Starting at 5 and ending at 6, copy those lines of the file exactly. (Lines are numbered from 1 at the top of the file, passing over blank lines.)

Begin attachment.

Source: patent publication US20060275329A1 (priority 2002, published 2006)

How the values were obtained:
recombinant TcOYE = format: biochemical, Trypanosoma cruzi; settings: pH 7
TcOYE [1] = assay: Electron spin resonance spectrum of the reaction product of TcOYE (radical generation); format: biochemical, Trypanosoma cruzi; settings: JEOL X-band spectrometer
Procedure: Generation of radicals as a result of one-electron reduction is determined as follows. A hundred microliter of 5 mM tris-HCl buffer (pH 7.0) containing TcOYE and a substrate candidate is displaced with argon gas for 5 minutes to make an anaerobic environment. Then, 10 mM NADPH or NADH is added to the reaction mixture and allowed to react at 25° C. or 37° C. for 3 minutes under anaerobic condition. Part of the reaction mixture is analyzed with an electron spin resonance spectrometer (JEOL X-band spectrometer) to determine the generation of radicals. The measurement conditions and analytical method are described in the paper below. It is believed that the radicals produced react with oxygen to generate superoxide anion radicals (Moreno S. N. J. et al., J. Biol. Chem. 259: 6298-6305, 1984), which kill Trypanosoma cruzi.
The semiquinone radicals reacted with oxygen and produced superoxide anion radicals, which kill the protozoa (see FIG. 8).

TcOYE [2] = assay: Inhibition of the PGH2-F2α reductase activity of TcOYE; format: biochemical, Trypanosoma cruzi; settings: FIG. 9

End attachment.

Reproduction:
Procedure: Generation of radicals as a result of one-electron reduction is determined as follows. A hundred microliter of 5 mM tris-HCl buffer (pH 7.0) containing TcOYE and a substrate candidate is displaced with argon gas for 5 minutes to make an anaerobic environment. Then, 10 mM NADPH or NADH is added to the reaction mixture and allowed to react at 25° C. or 37° C. for 3 minutes under anaerobic condition. Part of the reaction mixture is analyzed with an electron spin resonance spectrometer (JEOL X-band spectrometer) to determine the generation of radicals. The measurement conditions and analytical method are described in the paper below. It is believed that the radicals produced react with oxygen to generate superoxide anion radicals (Moreno S. N. J. et al., J. Biol. Chem. 259: 6298-6305, 1984), which kill Trypanosoma cruzi.
The semiquinone radicals reacted with oxygen and produced superoxide anion radicals, which kill the protozoa (see FIG. 8).